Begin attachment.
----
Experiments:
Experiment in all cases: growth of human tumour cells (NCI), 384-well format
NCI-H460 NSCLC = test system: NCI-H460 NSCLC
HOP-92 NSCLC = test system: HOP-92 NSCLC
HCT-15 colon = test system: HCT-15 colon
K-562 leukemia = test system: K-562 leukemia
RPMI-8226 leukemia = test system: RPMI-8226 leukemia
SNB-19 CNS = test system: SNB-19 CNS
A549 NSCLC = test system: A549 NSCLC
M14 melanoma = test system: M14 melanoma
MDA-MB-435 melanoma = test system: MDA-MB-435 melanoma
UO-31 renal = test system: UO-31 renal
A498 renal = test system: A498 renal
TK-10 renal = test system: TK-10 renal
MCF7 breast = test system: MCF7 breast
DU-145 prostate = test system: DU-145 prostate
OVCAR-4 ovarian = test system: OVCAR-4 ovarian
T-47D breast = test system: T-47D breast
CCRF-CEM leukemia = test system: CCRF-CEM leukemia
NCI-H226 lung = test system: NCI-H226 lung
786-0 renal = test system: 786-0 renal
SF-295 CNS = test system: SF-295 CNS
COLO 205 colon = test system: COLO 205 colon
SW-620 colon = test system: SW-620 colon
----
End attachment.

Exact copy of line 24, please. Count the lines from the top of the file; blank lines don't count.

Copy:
SW-620 colon = test system: SW-620 colon